Published January 2005

Back when my daughter lived in Burgess Hill south of London and hadn’t yet moved to Switzerland, we used to visit her at least twice a year.  And one of my great pleasures was sitting in a chair beside her little backyard water garden.  It was only a couple of feet deep, filled with lilies and other water plants and had half a dozen goldfish to swim among the vines and fronds.  A peaceful, restful little place with flowers and fruit trees to complete the scene.

It occurs to me that readers, unless they have very small children, might like a little pond too, and with little else to do but look out your windows at ice and snow, right now might be a good time to do some planning for one.  They’ll take  physical effort, which is good for most of us, and some money, about $250 to get started, but it doesn’t take a brain surgeon to build one.

First task is to decide just where to put it, hopefully on very level ground, and mark out its boundaries, maybe with a garden hose or little flags.  It can be large if you’re super ambitious, but small is usually just as good.  My daughters pond was only about 5 feet long and 4 feet wide, and it seemed more than adequate.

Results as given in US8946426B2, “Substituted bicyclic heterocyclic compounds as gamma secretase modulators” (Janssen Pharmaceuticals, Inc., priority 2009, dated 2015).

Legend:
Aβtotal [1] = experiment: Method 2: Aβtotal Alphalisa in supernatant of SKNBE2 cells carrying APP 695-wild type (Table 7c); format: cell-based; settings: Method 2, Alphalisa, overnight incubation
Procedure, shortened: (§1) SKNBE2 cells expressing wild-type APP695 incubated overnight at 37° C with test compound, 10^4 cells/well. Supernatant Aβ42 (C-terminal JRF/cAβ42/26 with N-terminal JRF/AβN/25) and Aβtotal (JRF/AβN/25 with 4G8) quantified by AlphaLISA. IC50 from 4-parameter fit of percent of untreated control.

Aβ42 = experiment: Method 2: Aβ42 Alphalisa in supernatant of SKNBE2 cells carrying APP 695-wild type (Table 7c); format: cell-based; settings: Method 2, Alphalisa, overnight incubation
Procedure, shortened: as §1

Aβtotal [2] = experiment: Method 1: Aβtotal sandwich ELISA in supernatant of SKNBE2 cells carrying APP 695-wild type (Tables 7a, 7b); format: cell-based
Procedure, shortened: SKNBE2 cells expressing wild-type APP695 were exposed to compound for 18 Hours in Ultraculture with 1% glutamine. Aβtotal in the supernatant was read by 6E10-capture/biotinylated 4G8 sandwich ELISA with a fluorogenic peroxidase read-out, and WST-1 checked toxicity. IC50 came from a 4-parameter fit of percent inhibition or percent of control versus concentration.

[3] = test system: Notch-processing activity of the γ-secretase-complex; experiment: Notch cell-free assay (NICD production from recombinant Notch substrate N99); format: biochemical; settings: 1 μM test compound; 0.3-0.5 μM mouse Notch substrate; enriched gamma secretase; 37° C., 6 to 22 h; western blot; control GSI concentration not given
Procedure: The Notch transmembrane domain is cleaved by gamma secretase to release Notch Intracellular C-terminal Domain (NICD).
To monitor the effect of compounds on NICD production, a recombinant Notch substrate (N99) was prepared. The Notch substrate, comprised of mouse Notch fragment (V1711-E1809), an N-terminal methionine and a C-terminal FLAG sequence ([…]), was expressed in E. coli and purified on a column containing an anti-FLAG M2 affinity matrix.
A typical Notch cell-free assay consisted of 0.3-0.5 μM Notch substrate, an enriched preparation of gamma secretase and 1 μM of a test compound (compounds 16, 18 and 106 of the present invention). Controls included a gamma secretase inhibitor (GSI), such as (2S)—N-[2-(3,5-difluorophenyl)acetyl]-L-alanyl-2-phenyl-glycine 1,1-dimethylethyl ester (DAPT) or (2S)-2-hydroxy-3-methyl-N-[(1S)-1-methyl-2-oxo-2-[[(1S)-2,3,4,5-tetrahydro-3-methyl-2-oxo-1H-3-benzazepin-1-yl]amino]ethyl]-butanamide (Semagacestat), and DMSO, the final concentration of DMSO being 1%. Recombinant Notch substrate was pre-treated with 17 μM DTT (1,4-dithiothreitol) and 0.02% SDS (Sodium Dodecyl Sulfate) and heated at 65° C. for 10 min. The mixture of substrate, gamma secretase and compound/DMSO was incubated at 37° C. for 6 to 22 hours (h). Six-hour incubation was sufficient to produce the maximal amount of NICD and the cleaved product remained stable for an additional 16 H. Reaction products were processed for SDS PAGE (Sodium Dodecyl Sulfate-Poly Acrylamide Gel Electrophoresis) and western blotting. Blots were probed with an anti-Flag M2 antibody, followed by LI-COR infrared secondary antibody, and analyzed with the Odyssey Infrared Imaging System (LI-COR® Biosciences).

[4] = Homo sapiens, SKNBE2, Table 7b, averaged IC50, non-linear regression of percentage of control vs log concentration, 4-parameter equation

The pond will hold a fair number of plants, so when you pick up your shovel and start digging, try to make it multi-tier with the deepest spot about two feet or slant it so depths range from about 18 inches down to two feet.  Reasoning here is that some plants like to be nearer the surface than others, especially smaller ones.  Experts say it’ll take you about 8 to 10 hours to dig a 5 x 10 pond, less if two or three work on it.  Once it’s dug to suit your wishes, tamp down the soil and remove any protruding roots or rocks.

The little pond will have to be lined, of course, or water will gradually percolate into the soil and disappear.  So, start with low nap carpet as a pad for the liner, then add plastic liner around the bottom and sides.  Cut with scissors at the top with a little extra left to bend over onto dry ground. 

You’ll want to line the bottom and sides with stone, something eye pleasing and picturesque with a rim around the top to hide any extra liner before you fill it with water.  Then check catalogs or local nurseries for plants in pots to place here and there across the bottom, and wait a few days before you add goldfish which, incidentally, must be fed occasionally.  That’s it, a simple business.

It would be good to judiciously cement the stones that rim your pond, and you might go even further and make a couple of small rock gardens near its edge that could be filled with colorful flowers.  A comfortable table and chairs wouldn’t hurt either, and a tall umbrella is good to keep off the sun.

You can do this all yourself, but there’s plenty of good advice waiting on the web.  Type in “water gardens”, and you’ll find LOTS of information, places to buy equipment and plants, even a magazine dedicated to water gardens.  But the final result won’t vary, a nice cool little spot for peaceful contemplation.  That can be worth the expense and work.

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